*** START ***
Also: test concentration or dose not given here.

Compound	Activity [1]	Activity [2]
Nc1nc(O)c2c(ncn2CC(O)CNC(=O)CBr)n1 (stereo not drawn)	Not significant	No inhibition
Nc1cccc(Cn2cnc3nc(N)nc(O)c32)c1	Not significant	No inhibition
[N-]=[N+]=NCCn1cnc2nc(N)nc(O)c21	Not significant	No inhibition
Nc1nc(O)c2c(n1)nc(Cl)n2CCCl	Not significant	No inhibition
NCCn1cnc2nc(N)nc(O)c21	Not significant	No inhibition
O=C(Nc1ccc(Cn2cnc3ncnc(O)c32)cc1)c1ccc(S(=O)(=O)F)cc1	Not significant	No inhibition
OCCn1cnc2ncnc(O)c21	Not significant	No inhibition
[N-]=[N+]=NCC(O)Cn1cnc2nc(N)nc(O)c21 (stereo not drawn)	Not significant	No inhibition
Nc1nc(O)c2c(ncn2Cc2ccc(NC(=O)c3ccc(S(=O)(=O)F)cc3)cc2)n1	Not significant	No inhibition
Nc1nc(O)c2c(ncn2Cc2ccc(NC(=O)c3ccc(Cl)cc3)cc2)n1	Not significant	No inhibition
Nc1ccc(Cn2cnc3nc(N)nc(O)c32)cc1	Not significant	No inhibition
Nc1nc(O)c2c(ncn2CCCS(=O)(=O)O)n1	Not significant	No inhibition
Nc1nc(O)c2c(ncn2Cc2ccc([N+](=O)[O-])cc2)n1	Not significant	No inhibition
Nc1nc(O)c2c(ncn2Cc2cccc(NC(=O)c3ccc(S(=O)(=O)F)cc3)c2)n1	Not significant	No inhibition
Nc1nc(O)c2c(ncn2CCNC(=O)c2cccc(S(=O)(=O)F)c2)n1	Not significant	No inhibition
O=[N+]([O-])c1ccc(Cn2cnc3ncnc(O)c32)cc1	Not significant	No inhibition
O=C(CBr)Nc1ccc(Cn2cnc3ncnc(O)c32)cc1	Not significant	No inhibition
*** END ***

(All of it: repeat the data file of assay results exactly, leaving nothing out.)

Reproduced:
Also: test concentration or dose not given here.

Compound	Activity [1]	Activity [2]
Nc1nc(O)c2c(ncn2CC(O)CNC(=O)CBr)n1 (stereo not drawn)	Not significant	No inhibition
Nc1cccc(Cn2cnc3nc(N)nc(O)c32)c1	Not significant	No inhibition
[N-]=[N+]=NCCn1cnc2nc(N)nc(O)c21	Not significant	No inhibition
Nc1nc(O)c2c(n1)nc(Cl)n2CCCl	Not significant	No inhibition
NCCn1cnc2nc(N)nc(O)c21	Not significant	No inhibition
O=C(Nc1ccc(Cn2cnc3ncnc(O)c32)cc1)c1ccc(S(=O)(=O)F)cc1	Not significant	No inhibition
OCCn1cnc2ncnc(O)c21	Not significant	No inhibition
[N-]=[N+]=NCC(O)Cn1cnc2nc(N)nc(O)c21 (stereo not drawn)	Not significant	No inhibition
Nc1nc(O)c2c(ncn2Cc2ccc(NC(=O)c3ccc(S(=O)(=O)F)cc3)cc2)n1	Not significant	No inhibition
Nc1nc(O)c2c(ncn2Cc2ccc(NC(=O)c3ccc(Cl)cc3)cc2)n1	Not significant	No inhibition
Nc1ccc(Cn2cnc3nc(N)nc(O)c32)cc1	Not significant	No inhibition
Nc1nc(O)c2c(ncn2CCCS(=O)(=O)O)n1	Not significant	No inhibition
Nc1nc(O)c2c(ncn2Cc2ccc([N+](=O)[O-])cc2)n1	Not significant	No inhibition
Nc1nc(O)c2c(ncn2Cc2cccc(NC(=O)c3ccc(S(=O)(=O)F)cc3)c2)n1	Not significant	No inhibition
Nc1nc(O)c2c(ncn2CCNC(=O)c2cccc(S(=O)(=O)F)c2)n1	Not significant	No inhibition
O=[N+]([O-])c1ccc(Cn2cnc3ncnc(O)c32)cc1	Not significant	No inhibition
O=C(CBr)Nc1ccc(Cn2cnc3ncnc(O)c32)cc1	Not significant	No inhibition